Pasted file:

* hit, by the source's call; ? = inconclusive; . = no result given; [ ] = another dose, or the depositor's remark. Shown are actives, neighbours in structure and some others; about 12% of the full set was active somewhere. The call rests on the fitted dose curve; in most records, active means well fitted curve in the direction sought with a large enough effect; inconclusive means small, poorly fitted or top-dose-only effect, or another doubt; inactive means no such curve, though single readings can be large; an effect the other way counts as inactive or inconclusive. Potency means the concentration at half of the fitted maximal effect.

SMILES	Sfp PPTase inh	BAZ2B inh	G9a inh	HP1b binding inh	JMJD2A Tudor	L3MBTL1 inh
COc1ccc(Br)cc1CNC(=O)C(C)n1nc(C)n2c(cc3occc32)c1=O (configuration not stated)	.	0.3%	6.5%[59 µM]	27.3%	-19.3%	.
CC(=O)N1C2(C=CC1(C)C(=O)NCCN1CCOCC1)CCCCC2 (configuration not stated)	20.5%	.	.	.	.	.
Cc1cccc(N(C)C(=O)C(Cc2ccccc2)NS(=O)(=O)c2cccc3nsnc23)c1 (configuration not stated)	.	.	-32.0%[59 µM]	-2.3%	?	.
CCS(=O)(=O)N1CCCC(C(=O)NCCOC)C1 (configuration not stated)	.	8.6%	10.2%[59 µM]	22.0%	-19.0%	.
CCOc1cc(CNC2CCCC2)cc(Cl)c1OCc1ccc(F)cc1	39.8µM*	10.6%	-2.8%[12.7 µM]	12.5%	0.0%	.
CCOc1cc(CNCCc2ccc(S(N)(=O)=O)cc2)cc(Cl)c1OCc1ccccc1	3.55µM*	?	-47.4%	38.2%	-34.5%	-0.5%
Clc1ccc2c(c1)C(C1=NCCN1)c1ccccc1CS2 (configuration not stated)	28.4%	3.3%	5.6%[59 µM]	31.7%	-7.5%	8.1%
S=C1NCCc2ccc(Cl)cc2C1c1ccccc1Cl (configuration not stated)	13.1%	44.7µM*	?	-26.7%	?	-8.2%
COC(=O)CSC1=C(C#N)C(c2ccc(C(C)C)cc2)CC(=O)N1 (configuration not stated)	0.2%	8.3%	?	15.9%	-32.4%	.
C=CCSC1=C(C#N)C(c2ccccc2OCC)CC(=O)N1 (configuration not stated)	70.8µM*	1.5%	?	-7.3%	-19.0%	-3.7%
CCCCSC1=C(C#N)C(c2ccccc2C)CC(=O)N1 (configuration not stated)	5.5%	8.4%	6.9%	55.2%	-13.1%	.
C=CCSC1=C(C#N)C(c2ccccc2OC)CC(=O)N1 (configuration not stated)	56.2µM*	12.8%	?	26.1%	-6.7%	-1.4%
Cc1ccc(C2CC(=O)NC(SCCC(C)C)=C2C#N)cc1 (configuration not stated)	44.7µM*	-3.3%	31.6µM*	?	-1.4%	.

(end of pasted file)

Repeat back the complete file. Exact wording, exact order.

* hit, by the source's call; ? = inconclusive; . = no result given; [ ] = another dose, or the depositor's remark. Shown are actives, neighbours in structure and some others; about 12% of the full set was active somewhere. The call rests on the fitted dose curve; in most records, active means well fitted curve in the direction sought with a large enough effect; inconclusive means small, poorly fitted or top-dose-only effect, or another doubt; inactive means no such curve, though single readings can be large; an effect the other way counts as inactive or inconclusive. Potency means the concentration at half of the fitted maximal effect.

SMILES	Sfp PPTase inh	BAZ2B inh	G9a inh	HP1b binding inh	JMJD2A Tudor	L3MBTL1 inh
COc1ccc(Br)cc1CNC(=O)C(C)n1nc(C)n2c(cc3occc32)c1=O (configuration not stated)	.	0.3%	6.5%[59 µM]	27.3%	-19.3%	.
CC(=O)N1C2(C=CC1(C)C(=O)NCCN1CCOCC1)CCCCC2 (configuration not stated)	20.5%	.	.	.	.	.
Cc1cccc(N(C)C(=O)C(Cc2ccccc2)NS(=O)(=O)c2cccc3nsnc23)c1 (configuration not stated)	.	.	-32.0%[59 µM]	-2.3%	?	.
CCS(=O)(=O)N1CCCC(C(=O)NCCOC)C1 (configuration not stated)	.	8.6%	10.2%[59 µM]	22.0%	-19.0%	.
CCOc1cc(CNC2CCCC2)cc(Cl)c1OCc1ccc(F)cc1	39.8µM*	10.6%	-2.8%[12.7 µM]	12.5%	0.0%	.
CCOc1cc(CNCCc2ccc(S(N)(=O)=O)cc2)cc(Cl)c1OCc1ccccc1	3.55µM*	?	-47.4%	38.2%	-34.5%	-0.5%
Clc1ccc2c(c1)C(C1=NCCN1)c1ccccc1CS2 (configuration not stated)	28.4%	3.3%	5.6%[59 µM]	31.7%	-7.5%	8.1%
S=C1NCCc2ccc(Cl)cc2C1c1ccccc1Cl (configuration not stated)	13.1%	44.7µM*	?	-26.7%	?	-8.2%
COC(=O)CSC1=C(C#N)C(c2ccc(C(C)C)cc2)CC(=O)N1 (configuration not stated)	0.2%	8.3%	?	15.9%	-32.4%	.
C=CCSC1=C(C#N)C(c2ccccc2OCC)CC(=O)N1 (configuration not stated)	70.8µM*	1.5%	?	-7.3%	-19.0%	-3.7%
CCCCSC1=C(C#N)C(c2ccccc2C)CC(=O)N1 (configuration not stated)	5.5%	8.4%	6.9%	55.2%	-13.1%	.
C=CCSC1=C(C#N)C(c2ccccc2OC)CC(=O)N1 (configuration not stated)	56.2µM*	12.8%	?	26.1%	-6.7%	-1.4%
Cc1ccc(C2CC(=O)NC(SCCC(C)C)=C2C#N)cc1 (configuration not stated)	44.7µM*	-3.3%	31.6µM*	?	-1.4%	.